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Eliot Sanford
Eliot Sanford

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Ways that you can get experience that is similar to Computer Science students

Are you a self-taught web developer and struggling to find work?

Look for ways that you can get experience that is similar to a computer science major's experience.

The CS major has gone through three to five years of undergraduate training, so think of your self-taught experience as a long-term self-paced educational bootcamp or you university.

Here are some ideas to do that in the midst of the Corona Virus Pandemic:

๐Ÿ‘ค Shadowing

Shadow a dev that you've met on Twitter or at a virtual conf or live stream or an in-person job

  • This kind of thing again will give you pseudo "internship" experience.

  • You'll see what day-to-day dev jobs are like + you'll start to be exposed to things that will really stretch your growth.

๐Ÿฆ Twitter

Interact with devs on Twitter

  • Like and RT the posts of all the cool tech Twitter devs that are amazing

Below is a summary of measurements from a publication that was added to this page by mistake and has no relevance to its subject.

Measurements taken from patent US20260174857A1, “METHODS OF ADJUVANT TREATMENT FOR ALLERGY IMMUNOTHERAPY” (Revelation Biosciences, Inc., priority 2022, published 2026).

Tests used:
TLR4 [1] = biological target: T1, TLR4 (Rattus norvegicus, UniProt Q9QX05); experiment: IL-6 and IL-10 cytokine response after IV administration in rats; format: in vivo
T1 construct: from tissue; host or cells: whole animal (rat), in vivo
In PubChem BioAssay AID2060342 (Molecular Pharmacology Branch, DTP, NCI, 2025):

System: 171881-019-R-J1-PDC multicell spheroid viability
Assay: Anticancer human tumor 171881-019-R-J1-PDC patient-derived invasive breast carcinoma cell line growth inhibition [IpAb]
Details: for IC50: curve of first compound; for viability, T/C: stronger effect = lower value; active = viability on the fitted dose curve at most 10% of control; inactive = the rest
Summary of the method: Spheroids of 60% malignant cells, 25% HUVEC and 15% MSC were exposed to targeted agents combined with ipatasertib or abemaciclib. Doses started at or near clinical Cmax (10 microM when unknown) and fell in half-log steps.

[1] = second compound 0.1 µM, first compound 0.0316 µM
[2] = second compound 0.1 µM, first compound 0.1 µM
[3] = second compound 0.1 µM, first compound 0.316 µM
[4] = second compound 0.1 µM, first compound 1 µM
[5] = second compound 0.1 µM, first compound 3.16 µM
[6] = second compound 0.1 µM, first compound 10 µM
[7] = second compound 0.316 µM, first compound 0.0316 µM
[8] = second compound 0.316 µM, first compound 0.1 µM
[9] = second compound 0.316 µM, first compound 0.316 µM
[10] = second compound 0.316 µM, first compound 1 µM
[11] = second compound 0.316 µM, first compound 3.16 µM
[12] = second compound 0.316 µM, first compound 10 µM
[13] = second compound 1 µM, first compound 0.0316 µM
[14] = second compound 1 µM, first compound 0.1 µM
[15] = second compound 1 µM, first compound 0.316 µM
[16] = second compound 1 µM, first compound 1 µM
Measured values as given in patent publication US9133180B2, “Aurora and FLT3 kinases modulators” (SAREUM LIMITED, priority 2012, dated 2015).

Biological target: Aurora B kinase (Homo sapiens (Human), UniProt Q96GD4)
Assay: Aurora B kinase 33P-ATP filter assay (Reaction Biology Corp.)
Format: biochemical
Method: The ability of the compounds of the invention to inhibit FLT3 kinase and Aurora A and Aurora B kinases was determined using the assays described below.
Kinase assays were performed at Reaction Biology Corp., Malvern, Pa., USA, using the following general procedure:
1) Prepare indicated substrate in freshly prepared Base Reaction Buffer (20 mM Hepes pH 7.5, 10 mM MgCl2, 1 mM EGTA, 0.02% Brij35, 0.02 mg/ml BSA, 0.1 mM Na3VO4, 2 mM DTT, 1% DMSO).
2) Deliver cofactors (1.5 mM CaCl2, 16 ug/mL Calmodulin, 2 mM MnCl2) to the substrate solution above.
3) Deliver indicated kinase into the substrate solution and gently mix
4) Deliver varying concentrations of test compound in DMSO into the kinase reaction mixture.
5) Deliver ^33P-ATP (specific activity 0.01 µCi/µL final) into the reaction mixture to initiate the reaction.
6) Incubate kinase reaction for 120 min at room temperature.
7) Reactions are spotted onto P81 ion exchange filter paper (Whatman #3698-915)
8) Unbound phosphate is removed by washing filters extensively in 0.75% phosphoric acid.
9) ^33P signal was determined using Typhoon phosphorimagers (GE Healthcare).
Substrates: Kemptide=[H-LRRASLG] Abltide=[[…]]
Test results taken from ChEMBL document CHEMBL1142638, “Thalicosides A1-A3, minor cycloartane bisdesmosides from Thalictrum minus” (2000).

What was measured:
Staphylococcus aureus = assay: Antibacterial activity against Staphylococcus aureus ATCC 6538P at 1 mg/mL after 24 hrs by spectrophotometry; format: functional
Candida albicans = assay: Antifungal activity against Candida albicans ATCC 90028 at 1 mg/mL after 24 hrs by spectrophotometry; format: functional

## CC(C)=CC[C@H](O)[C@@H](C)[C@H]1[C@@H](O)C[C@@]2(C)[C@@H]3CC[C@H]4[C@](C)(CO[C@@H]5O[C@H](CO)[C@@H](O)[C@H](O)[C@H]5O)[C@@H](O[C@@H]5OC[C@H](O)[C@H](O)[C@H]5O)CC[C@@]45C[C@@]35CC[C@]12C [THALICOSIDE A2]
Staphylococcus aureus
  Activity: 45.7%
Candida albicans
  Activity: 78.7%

• Engage with their tweets

  • Share the things that they find valuable

  • Become a known name for them b/c of all the good reasons (don't annoy them)

  • Ask to dm with them

๐Ÿ™‹๐Ÿปโ€โ™‚๏ธ Volunteerism

Volunteer to help your local meetup organizer to make their job easier.

  • Don't have a local meetup, then join a virtual one in NYC or the Valley or anywhere else.

  • Feeling extra gung-ho, then create your own meetup.

  • Meeting people and learning will be great exp.

๐Ÿ‘ท๐Ÿผโ€โ™€๏ธ Build

Always always always build projects of the things that you are learning

  • Don't watch a course or do a tutorial just by reading/watching/consuming only

  • Build something really simple and avoid getting too complex. You can't build a spotify clone starting out.

  • Create content and ship

๐Ÿ‘ฉ๐Ÿพโ€๐Ÿซ Meetups

Teach at a meetup how to do one simple thing that took you a while to grasp.

  • Talk/write like you're just talking to you when you were learning

  • Your learning will grow so much while teaching others.

  • The opportunity will also give you an opportunity to find like-minded people and potentially network with future colleagues or managers.

๐Ÿ’ฌ Groups

Create a discord study group